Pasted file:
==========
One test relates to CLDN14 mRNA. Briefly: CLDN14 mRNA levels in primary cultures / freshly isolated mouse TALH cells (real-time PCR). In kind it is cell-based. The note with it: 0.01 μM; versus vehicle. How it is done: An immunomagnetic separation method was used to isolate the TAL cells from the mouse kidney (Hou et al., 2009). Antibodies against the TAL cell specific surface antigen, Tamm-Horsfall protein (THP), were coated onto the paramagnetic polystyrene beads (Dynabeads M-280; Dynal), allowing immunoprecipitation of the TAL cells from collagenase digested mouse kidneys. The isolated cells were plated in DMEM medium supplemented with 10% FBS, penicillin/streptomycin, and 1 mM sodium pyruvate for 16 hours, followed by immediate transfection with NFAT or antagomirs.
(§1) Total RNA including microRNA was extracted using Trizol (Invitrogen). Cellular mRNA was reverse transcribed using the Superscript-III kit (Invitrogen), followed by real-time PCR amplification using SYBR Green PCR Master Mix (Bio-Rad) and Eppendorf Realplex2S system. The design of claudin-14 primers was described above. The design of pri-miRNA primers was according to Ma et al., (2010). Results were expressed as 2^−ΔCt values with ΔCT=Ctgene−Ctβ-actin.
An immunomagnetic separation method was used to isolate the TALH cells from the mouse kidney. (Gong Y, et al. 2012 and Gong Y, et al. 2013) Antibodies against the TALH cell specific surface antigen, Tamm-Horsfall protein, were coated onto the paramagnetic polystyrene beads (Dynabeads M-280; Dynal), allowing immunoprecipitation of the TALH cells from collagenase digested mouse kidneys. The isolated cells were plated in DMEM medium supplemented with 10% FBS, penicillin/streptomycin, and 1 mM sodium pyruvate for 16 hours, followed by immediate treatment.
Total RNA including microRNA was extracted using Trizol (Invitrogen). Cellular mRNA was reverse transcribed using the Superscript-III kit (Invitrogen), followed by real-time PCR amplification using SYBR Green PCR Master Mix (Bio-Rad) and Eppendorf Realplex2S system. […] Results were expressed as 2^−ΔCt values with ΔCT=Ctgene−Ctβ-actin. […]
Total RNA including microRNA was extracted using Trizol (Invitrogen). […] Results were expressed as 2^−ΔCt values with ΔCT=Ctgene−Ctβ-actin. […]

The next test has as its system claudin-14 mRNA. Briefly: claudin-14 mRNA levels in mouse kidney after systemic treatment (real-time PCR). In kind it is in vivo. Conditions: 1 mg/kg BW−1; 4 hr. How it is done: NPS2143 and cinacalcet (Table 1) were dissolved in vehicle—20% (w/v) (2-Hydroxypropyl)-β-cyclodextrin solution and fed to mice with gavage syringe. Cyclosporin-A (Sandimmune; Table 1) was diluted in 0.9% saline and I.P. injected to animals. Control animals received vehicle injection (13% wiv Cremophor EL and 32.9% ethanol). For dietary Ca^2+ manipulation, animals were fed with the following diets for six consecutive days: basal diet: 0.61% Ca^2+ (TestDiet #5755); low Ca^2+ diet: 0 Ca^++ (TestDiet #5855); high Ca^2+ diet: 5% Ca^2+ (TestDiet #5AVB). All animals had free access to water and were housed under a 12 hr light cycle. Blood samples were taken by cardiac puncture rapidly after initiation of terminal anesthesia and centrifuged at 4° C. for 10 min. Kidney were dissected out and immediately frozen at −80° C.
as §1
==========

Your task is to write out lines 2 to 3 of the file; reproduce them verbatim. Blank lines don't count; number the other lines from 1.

(§1) Total RNA including microRNA was extracted using Trizol (Invitrogen). Cellular mRNA was reverse transcribed using the Superscript-III kit (Invitrogen), followed by real-time PCR amplification using SYBR Green PCR Master Mix (Bio-Rad) and Eppendorf Realplex2S system. The design of claudin-14 primers was described above. The design of pri-miRNA primers was according to Ma et al., (2010). Results were expressed as 2^−ΔCt values with ΔCT=Ctgene−Ctβ-actin.
An immunomagnetic separation method was used to isolate the TALH cells from the mouse kidney. (Gong Y, et al. 2012 and Gong Y, et al. 2013) Antibodies against the TALH cell specific surface antigen, Tamm-Horsfall protein, were coated onto the paramagnetic polystyrene beads (Dynabeads M-280; Dynal), allowing immunoprecipitation of the TALH cells from collagenase digested mouse kidneys. The isolated cells were plated in DMEM medium supplemented with 10% FBS, penicillin/streptomycin, and 1 mM sodium pyruvate for 16 hours, followed by immediate treatment.